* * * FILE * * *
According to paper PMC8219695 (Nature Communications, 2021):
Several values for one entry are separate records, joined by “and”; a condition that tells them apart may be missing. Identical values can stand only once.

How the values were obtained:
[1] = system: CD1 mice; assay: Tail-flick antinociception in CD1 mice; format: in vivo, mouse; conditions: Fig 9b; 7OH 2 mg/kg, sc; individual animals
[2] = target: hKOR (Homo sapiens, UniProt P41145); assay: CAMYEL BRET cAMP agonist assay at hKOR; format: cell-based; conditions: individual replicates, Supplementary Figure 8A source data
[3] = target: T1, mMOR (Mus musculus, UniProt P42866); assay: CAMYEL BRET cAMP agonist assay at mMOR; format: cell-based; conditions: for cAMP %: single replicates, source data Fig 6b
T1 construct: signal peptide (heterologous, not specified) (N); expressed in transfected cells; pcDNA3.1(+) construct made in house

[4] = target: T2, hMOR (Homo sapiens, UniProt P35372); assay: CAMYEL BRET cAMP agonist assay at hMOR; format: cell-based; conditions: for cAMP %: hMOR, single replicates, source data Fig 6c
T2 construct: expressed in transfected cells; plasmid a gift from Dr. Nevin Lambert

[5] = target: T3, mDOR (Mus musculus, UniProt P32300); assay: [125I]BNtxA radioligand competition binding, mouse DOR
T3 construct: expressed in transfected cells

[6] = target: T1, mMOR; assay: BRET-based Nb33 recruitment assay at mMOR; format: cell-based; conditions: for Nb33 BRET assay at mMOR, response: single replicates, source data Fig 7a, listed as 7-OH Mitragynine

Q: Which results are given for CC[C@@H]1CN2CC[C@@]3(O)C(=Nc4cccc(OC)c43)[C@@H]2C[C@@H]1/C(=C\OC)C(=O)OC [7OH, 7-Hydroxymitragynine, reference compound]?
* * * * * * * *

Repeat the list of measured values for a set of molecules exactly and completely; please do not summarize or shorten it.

According to paper PMC8219695 (Nature Communications, 2021):
Several values for one entry are separate records, joined by “and”; a condition that tells them apart may be missing. Identical values can stand only once.

How the values were obtained:
[1] = system: CD1 mice; assay: Tail-flick antinociception in CD1 mice; format: in vivo, mouse; conditions: Fig 9b; 7OH 2 mg/kg, sc; individual animals
[2] = target: hKOR (Homo sapiens, UniProt P41145); assay: CAMYEL BRET cAMP agonist assay at hKOR; format: cell-based; conditions: individual replicates, Supplementary Figure 8A source data
[3] = target: T1, mMOR (Mus musculus, UniProt P42866); assay: CAMYEL BRET cAMP agonist assay at mMOR; format: cell-based; conditions: for cAMP %: single replicates, source data Fig 6b
T1 construct: signal peptide (heterologous, not specified) (N); expressed in transfected cells; pcDNA3.1(+) construct made in house

[4] = target: T2, hMOR (Homo sapiens, UniProt P35372); assay: CAMYEL BRET cAMP agonist assay at hMOR; format: cell-based; conditions: for cAMP %: hMOR, single replicates, source data Fig 6c
T2 construct: expressed in transfected cells; plasmid a gift from Dr. Nevin Lambert

[5] = target: T3, mDOR (Mus musculus, UniProt P32300); assay: [125I]BNtxA radioligand competition binding, mouse DOR
T3 construct: expressed in transfected cells

[6] = target: T1, mMOR; assay: BRET-based Nb33 recruitment assay at mMOR; format: cell-based; conditions: for Nb33 BRET assay at mMOR, response: single replicates, source data Fig 7a, listed as 7-OH Mitragynine

Q: Which results are given for CC[C@@H]1CN2CC[C@@]3(O)C(=Nc4cccc(OC)c43)[C@@H]2C[C@@H]1/C(=C\OC)C(=O)OC [7OH, 7-Hydroxymitragynine, reference compound]?